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'The Magician’s Sleeve' by Maxime Bichon at Terzo Fronte, Rome

He jumped into the void, or more precisely he learned to cross landscapes by skydiving; first in the sky and then on the ground, in caves, forests, cities. He explores with attention, listening and sharing the places he crosses, to give them back the care and the history they sometimes forget to give themselves.

In his last exhibition, his sculptures—similar to acupuncture needle—made visible his emotional relationship to the buildings. He shaped the experiences of those who pass through and inhabit this place, with medical gestures on the architecture, with objects that accompany his research, such as butterfly wings that disintegrate or emergency boxes.

These boxes are inspired by those where, in public transport, are exposed the breaker hammers. But the hammer is no longer there, as if it had already been used to free someone. All that remains is its container: an empty and open box, which becomes a sculpture of absence, of a rescue that has become impossible, of an escape that has already occurred.

This is a precise practice. During his residency here last summer, he meticulously observed, measured, and archived. He immerses himself, listening to what you tell him. His instinct guides him. There is something of the mathematician, who supposes before checking everything. Intuitions are the best products of listening and presence, like encrypted dreams that one must decipher.

"Rester illisible" in order to give the possibility of all readings. Like the caterpillar that turns into a butterfly. "At a certain moment of its metamorphosis, it is chaos, the cloaca in the chrysalis and yet, the butterfly will remember that it used to be a caterpillar."

Terzo Fronte is plural: it is a place to live, a place to exhibit, a book. Depending on the hours and days, Terzo Fronte transforms itself, modulates, cross-dresses. Its identities do not disappear, they leave room for another envelope, the one that is presented, the one that our interlocutor wants to believe in. After Capitalist Aesthetics, which tried to grasp how art can free itself from a dominant aesthetic context, and Out of Town, which focused on artistic community experiences, Terzo Fronte approaches its third chapter, The Voluntary Disappearance, which is interested in artists who refuse the injunction of visibility, of overexposure.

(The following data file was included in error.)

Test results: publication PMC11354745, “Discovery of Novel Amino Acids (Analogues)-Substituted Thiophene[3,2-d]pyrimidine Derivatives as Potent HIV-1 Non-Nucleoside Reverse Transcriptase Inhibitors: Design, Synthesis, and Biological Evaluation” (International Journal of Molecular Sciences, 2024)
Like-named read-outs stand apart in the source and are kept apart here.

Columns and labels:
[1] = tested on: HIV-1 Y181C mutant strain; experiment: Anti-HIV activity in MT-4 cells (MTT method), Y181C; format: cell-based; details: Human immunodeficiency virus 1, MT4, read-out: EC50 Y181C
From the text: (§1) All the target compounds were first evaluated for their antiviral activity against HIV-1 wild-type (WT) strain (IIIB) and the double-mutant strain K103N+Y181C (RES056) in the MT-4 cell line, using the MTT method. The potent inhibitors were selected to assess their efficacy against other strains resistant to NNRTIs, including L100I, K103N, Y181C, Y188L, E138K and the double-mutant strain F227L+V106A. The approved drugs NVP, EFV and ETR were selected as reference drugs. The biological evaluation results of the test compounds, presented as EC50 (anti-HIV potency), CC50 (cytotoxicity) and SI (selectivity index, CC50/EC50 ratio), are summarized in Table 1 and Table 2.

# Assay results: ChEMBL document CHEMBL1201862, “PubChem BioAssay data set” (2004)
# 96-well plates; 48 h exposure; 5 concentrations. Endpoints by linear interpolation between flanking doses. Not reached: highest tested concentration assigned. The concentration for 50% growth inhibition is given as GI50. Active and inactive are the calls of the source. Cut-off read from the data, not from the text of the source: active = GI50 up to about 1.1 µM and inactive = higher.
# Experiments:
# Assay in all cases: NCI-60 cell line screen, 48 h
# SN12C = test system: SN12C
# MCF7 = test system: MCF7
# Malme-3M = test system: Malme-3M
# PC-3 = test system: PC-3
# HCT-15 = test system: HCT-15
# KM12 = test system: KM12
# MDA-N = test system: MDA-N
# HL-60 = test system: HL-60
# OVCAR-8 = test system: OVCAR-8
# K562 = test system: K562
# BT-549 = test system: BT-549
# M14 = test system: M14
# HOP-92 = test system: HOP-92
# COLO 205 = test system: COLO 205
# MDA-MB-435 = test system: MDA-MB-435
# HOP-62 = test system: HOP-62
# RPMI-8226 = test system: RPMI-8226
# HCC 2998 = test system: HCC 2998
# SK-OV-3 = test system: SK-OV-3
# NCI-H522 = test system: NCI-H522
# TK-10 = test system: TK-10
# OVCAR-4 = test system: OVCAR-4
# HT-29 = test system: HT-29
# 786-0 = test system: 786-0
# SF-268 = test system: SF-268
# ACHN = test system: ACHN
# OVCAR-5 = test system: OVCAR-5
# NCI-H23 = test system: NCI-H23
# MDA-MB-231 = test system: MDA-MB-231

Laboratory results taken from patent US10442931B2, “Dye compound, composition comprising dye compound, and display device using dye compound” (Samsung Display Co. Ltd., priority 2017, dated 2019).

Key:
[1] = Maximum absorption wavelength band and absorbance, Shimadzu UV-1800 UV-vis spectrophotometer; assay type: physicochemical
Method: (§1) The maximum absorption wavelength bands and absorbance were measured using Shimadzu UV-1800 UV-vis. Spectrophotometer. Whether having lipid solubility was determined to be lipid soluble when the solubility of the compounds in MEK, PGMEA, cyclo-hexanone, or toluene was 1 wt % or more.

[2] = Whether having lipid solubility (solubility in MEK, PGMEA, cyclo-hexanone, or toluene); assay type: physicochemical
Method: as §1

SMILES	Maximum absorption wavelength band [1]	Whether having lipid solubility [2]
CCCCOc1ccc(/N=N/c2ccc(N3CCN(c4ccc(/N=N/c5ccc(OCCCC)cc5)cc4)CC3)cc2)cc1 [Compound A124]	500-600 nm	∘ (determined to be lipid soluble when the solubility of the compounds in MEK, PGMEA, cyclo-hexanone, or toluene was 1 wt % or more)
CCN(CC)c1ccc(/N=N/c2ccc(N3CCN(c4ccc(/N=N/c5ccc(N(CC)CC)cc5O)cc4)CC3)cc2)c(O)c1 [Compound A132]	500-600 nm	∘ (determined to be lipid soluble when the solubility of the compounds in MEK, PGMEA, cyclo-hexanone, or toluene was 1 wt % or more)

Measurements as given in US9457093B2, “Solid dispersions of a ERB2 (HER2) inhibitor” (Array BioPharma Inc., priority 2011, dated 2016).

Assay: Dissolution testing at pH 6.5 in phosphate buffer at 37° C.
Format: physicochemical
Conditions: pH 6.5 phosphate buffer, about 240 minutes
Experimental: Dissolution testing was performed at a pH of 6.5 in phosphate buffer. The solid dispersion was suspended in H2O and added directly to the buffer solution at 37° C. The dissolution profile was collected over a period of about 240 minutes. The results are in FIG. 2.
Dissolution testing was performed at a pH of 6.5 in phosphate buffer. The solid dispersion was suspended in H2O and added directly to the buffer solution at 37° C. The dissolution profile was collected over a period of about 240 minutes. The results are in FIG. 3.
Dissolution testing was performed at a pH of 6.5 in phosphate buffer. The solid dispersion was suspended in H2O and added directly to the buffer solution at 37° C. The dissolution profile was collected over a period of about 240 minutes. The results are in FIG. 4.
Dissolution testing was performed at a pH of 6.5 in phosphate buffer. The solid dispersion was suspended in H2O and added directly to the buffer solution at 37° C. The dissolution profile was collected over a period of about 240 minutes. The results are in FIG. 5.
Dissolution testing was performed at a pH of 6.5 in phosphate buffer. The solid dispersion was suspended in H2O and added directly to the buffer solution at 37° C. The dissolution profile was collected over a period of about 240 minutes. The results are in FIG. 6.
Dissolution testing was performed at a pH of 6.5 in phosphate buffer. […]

During the days we spent together in July, Maxime began to talk to us about butterflies as a metaphorical element in response to the topic of this chapter. Our invitation for this exhibition came with a note: disappearance as a political act. The injunction of visibility is inseparable from the artist. Yet experiments in invisibility allow us to rethink this injunction in a time when the social narrative of one's presence is more exposed than ever.

As an extension of the butterfly wings laid out on the ground in La fuite et l’enveloppe, he spoke to us about the transformation processes of butterflies, preferring to approach disappearance through the positive entry of metamorphosis.
The physical envelopes, rom caterpillar to butterfly through cocoons, show us that everything that disappears composes a memory that allows a new form to be born.

Disappearance, transformation, crossings: these ways of passing by, leaving almost invisible traces of moulting, lead us to question the way we wish to be present in the writing of the memory of a work. In 1971, the American artist Lee Lozano intentionally put an end to her career, and began to list her non-actions of disappearances in notebooks. Through this decision and her absence in events like exhibitions, openings, meetings with art professionals, she recorded her disappearance visually and her refusal politically.

Not being there but showing it. The subtitle of this chapter is The Magician's Sleeve. In the sleeve of the magician, there is the question of the mystery, of the credulity, of the skepticism: what it is better not to understand. 

In Terzo Fronte, Maxime embraces our space, inserting himself in small, almost invisible touches, like the gestures of an illusionist. Nothing is indicated anywhere. He invites us to explore, to search as he did, to be attentive. He surprises us like the magicians who hide in their sleeve the metamorphoses they prepare for us. 

— Colin Ledoux & Georgia René-Worms

1.10.21 — 13.11.21

Curated by Georgia René-Worms & Colin Ledoux

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